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How to Grow an Herb Garden

August 15, 2012 Le Cordon Bleu Miami 0 Comments

How to Grow an Herb Garden

Herbs are some of the most interesting plants on the planet because of their health benefits, complementary flavors to food, and powerful aromas. They have a wide variety of uses from flavoring meats and making teas to enhancing dips and treating ailments. It probably doesn't come as a surprise to hear that most modern medications have herbal extracts in them, and civilizations of old have also used them medicinally for thousands of years. If you would like to reap the benefits of these amazing plants, you could decide to grow your own herb garden for convenient use. There are many different cooking schools that even grow their own herb gardens on site.

Step 1: Choose what types of herbs you would like to grow
There are hundreds of varieties to choose from including: cilantro, basil, oregano, chamomile, thyme, and many more. These all can have a special place in signature dishes. If you attend a cooking school, you will learn how each herb and spice add something unique to a dish. Depending on where the herbs originated, different species may have different growing conditions than others. The following are some general guidelines to growing any type of herb in your own garden. If you are attending cooking school in Miami then you are looking at a great growing climate.

*Use quality soil in addition to organic matter, and make sure that there is sufficient drainage.
*Do not plant in areas where water can accumulate during heavy rains.
*If water run-off is poor, raise the soil beds to improve drainage.
*Plant herbs in a location where they will receive at least 6 hours of sunlight a year.
*Use fertilizer sparingly to aid with herbs that aren't growing so well.

The best way to arrange your herb garden is by growing requirements. Plants that have similar requirements should be grown next to each other to make caring for them easier and more convenient. Each herb will have varying needs for light, moisture, temperature, soil quality, and more. You should group them by figuring out which ones have the most in common.

Step 2: Find your herbs
Buying your herbs is another factor to consider. Most can usually be purchased as seeds or in the form of a sapling. Certain herbs are easier to grow from the seed while others will grow better when transplanted to your garden as a baby plant. Some herbs are very sensitive to transplantation and will die when moved from their original spot, but others can endure this just fine. Just like most flowers, herbs are also categorized into annual, biennial, or perennial types, so pay attention to the small details. It is best to do your research far beforehand so that you are aware of how to properly care for your plants and to avoid making irreversible mistakes.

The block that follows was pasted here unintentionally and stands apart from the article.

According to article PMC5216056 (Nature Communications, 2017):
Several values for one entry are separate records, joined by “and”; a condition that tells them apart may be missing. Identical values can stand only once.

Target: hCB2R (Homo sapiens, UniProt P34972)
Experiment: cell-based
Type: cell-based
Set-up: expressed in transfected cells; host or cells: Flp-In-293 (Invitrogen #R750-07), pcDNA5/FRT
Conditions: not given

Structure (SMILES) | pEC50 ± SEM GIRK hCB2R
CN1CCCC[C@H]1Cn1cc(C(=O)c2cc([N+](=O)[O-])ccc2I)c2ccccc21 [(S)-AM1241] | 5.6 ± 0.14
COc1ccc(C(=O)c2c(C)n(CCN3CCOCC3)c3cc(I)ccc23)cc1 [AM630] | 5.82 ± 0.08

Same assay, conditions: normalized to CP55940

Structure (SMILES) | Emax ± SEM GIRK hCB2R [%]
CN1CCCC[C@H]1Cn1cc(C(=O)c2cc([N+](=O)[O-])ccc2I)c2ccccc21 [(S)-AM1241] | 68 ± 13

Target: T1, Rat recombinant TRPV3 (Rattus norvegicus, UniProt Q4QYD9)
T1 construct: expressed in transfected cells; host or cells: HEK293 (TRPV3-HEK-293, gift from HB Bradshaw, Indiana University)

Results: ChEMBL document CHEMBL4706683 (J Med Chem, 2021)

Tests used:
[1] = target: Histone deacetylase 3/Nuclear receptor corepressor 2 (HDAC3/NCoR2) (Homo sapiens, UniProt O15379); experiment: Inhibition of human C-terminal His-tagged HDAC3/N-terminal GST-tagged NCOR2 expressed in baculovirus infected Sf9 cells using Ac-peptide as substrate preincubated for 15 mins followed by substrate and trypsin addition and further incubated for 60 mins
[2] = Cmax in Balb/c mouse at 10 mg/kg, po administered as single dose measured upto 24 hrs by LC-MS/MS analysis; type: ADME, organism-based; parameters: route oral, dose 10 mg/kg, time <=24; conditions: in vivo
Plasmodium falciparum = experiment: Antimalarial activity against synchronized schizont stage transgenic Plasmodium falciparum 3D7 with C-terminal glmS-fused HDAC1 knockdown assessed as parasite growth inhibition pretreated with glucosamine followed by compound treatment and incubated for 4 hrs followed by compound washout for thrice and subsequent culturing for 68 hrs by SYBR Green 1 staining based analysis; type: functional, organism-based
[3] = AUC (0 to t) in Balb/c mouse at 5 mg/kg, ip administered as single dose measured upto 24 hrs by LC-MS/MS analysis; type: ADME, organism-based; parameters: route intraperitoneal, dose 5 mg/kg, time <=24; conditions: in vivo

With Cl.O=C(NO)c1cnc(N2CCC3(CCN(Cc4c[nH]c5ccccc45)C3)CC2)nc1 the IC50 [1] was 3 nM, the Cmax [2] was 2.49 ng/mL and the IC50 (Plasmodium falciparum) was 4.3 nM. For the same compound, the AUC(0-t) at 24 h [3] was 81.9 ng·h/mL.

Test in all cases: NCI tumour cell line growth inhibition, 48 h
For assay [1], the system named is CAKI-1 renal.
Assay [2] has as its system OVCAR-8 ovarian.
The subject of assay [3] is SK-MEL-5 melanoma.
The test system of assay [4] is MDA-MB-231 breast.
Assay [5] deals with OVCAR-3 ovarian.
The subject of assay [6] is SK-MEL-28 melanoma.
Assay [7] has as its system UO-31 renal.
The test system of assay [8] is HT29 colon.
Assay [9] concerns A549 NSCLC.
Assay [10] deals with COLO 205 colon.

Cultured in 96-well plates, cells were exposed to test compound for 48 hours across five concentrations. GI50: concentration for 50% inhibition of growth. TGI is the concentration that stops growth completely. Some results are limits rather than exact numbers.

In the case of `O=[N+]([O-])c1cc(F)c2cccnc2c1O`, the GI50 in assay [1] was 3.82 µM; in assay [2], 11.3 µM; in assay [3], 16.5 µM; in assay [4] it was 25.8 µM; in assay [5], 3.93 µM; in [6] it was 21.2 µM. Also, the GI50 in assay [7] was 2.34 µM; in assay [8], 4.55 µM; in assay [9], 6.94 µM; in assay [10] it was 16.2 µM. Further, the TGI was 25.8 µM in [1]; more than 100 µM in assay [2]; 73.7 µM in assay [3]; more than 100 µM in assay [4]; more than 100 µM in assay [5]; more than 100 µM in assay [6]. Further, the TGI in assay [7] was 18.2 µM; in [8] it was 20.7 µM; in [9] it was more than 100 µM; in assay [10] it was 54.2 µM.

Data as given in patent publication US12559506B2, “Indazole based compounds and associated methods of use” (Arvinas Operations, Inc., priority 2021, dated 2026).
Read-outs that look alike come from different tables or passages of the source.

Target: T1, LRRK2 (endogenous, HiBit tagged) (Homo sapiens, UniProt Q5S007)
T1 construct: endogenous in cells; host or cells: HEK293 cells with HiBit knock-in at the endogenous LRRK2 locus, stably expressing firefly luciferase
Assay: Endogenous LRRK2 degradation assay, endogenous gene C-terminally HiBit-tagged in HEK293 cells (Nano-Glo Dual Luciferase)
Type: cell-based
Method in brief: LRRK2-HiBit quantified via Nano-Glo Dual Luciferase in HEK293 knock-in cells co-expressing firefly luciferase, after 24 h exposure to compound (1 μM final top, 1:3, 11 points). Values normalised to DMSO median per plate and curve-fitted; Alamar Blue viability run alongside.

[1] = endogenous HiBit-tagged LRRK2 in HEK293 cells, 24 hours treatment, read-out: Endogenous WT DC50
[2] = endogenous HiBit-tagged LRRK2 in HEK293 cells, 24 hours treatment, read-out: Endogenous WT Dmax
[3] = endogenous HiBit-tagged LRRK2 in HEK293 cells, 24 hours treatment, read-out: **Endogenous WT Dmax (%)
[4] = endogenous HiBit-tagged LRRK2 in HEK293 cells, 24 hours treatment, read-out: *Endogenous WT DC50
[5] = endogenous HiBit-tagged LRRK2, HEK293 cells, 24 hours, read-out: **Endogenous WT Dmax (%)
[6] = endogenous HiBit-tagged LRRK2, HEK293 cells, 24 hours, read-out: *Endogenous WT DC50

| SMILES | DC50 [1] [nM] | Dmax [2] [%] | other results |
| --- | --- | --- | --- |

One other thing to pay attention to is insect damage. Since most herbs are grown for eating, pesticides are not a safe way to keep bugs away. You can purchase special soaps and oils to coat your herbs when there is severe insect infestation. Otherwise, just keep a close eye on the garden and physically remove large bugs like caterpillars or beetles. Attend a cooking school to help you learn how to use your fresh homegrown ingredients!

This article is presented by Le Cordon Bleu College of Culinary Arts in Miami. Le Cordon Bleu College of Culinary Arts in Miami offers culinary arts and pâtisserie and baking training programs in the Miami, Florida area. To learn more about the class offerings, please visit Chefs.edu/Miami for more information. 
Find disclosures on graduation rates, student financial obligations and more at www.chefs.edu/disclosures.  Le Cordon Bleu® and the Le Cordon Bleu logo are registered trademarks of Career Education Corporation. Le Cordon Bleu cannot guarantee employment or salary. Credits earned are unlikely to transfer.


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